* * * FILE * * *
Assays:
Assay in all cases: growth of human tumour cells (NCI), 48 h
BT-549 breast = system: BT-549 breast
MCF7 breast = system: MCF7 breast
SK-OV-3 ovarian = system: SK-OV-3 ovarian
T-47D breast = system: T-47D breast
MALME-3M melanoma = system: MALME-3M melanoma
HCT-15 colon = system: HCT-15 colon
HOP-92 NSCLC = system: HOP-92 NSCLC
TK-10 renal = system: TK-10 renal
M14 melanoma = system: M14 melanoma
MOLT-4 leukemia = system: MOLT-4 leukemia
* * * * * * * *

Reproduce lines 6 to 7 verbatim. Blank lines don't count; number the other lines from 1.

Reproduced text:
T-47D breast = system: T-47D breast
MALME-3M melanoma = system: MALME-3M melanoma